Defense Health Care:

DOD Could Improve Its Beneficiary Feedback Approaches

HEHS-98-51: Published: Feb 6, 1998. Publicly Released: Feb 6, 1998.

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Pursuant to a congressional request, GAO reviewed: (1) whether the Department of Defense (DOD) solicits feedback from beneficiaries of its managed health care program, TRICARE, and, if so, how this is done and what the data show; (2) what other means are available to beneficiaries to provide feedback and what such beneficiary-initiated feedback could reveal about TRICARE's success; and (3) how DOD's approaches to obtaining feedback compare with the private sector's and whether opportunities exist to improve DOD's beneficiary feedback tracking and reporting.

GAO noted that: (1) DOD obtains and uses TRICARE beneficiary feedback in several ways across the military health system (MHS); (2) DOD conducts a broad annual beneficiary questionnaire survey and a monthly survey of patients' perceptions of military treatment facilities (MTF) outpatient visits--both of which are based on private-sector models--to measure levels of satisfaction with TRICARE; (3) DOD reports the survey results throughout the MHS; (4) DOD does not conduct such surveys of MTF inpatient users or civilian network care users, though DOD officials told GAO that they are now planning to develop an MTF inpatient survey; (5) as TRICARE continues to be phased in across the MHS, DOD's annual surveys are indicating fairly levels of overall beneficiary satisfaction with the program, but lower satisfaction levels with aspects of military care; (6) DOD also tracks and reports beneficiary-initiated feedback--complaints and other comments--in ways that vary throughout the MHS; (7) a wide range exists in how much feedback information is tracked and in how the different levels of units that compose TRICARE--and other DOD offices--do the tracking; (8) beneficiary-initiated feedback reporting throughout the MHS varies as well; (9) because of the variability of DOD's recording of these data, reliably depicting the range, magnitude, or frequency of beneficiary feedback about TRICARE is not possible; (10) private health care managers rely extensively on beneficiary feedback; (11) surveys, which provide data about whole customer populations, and customer-initiated complaints, which show where specific problems have occurred, are used together as key tools to measure plan performance and identify systemic problems; (12) while no direct private-sector parallel to MHS exists, DOD's feedback efforts are somewhat similar to the private sector's, although adopting certain private practices might improve DOD's feedback systems; (13) more reliable beneficiary feedback data would also help DOD to make customer satisfaction an outcome measure in the next round of TRICARE contracts, which DOD is trying to base more on outcomes and less on process; and (14) to improve its beneficiary feedback approaches, DOD will need to consider a number of cost-benefit issues, the varying sophistication levels of beneficiary feedback management throughout MHS, and other matters.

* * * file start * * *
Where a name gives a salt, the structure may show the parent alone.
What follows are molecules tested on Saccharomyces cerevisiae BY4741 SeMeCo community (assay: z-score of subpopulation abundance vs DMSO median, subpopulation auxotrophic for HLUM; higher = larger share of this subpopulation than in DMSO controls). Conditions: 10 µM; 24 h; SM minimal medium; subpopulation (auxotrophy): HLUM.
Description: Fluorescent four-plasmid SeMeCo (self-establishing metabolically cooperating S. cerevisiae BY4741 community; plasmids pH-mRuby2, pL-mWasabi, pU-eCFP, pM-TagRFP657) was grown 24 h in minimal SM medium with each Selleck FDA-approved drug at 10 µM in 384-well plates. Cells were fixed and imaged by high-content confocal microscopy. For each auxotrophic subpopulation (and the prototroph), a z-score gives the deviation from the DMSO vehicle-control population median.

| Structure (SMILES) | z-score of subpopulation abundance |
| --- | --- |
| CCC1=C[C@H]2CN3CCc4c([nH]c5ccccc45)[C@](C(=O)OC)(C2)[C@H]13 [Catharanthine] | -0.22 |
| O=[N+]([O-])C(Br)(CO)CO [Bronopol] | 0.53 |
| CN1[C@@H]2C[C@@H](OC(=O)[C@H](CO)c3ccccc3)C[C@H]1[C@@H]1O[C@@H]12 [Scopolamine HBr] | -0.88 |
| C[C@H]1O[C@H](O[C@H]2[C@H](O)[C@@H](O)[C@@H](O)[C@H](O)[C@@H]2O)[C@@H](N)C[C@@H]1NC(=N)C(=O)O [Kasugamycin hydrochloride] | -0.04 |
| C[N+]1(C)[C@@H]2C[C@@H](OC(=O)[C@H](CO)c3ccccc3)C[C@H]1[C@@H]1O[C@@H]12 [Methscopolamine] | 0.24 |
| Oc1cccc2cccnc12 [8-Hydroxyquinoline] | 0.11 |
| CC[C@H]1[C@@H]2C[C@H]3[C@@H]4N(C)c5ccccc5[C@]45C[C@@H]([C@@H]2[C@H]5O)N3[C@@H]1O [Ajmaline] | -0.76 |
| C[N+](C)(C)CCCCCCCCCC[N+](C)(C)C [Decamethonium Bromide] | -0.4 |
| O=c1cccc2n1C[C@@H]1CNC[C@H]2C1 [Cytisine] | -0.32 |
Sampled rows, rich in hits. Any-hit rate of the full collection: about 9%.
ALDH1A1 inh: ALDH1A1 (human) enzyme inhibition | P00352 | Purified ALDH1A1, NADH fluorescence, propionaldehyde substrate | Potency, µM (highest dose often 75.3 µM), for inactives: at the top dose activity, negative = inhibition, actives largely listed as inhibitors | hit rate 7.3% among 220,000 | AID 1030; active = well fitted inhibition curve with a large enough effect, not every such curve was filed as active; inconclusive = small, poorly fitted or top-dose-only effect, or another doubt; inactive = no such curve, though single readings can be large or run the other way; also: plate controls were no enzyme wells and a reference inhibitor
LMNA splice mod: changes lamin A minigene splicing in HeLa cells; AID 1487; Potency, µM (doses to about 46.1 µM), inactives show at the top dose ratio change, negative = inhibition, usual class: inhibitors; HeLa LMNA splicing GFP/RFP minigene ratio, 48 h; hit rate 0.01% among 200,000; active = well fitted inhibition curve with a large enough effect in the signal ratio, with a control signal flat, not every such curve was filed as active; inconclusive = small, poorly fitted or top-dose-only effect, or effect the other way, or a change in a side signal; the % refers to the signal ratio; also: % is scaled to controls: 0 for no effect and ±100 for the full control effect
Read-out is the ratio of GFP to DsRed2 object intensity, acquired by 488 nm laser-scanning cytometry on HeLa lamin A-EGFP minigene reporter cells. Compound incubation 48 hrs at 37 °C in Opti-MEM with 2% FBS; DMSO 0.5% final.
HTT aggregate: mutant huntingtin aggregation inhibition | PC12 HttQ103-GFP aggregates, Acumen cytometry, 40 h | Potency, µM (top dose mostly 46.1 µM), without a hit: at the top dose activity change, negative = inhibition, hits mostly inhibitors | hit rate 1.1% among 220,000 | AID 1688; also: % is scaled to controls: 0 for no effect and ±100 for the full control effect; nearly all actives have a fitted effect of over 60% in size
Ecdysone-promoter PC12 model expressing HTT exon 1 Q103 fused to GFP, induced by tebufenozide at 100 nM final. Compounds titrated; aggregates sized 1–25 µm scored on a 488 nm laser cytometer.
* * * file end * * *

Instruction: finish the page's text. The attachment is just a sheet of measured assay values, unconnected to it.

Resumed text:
Recommendations for Executive Action

  1. Status: Closed - Implemented

    Comments: DOD has awarded contracts to conduct two beneficiary satisfaction surveys: (1) a survey of beneficiaries receiving civilian network care--data collection will start in November 2000 and results are expected in February 2001; and (2) a survey of beneficiaries receiving MTF inpatient care--data collection is currently underway and results are expected in October 2000.

    Recommendation: To position DOD to obtain and make better use of beneficiary feedback, both now and in the future, the Secretary of Defense should direct the Assistant Secretary of Defense (Health Affairs) to follow through in weighing the costs and benefits associated with civilian network and MTF inpatient care surveys that are comparable to DOD's current monthly MTF outpatient survey and, as appropriate, implement these surveys.

    Agency Affected: Department of Defense

  2. Status: Closed - Implemented

    Comments: In January 2000, DOD established Beneficiary Counseling and Assistance Coordinators--a full-time Lead Agent office position and a collateral MTF duty--to work with the TRICARE contractors in resolving beneficiary complaints. In a related action, in July 2000 DOD created a Debt Collection Assistance Officer Program, dedicating Lead Agent office staff and MTF staff to helping beneficiaries with debt collection problems. That same month, a contract modification required TRICARE contractors to report to DOD regarding beneficiaries' debt collection issues. In August 2000, DOD developed a database for tracking complaints into TRICARE headquarters.

    Recommendation: To position DOD to obtain and make better use of beneficiary feedback, both now and in the future, the Secretary of Defense should direct the Assistant Secretary of Defense (Health Affairs) to collaborate with the TRICARE contractors to identify options for, and weight the costs and benefits of, achieving consistency in recording beneficiary complaints, analyzing trends, and reporting beneficiary complaints and, as appropriate, implement the most practical, financially prudent approach.

    Agency Affected: Department of Defense

 

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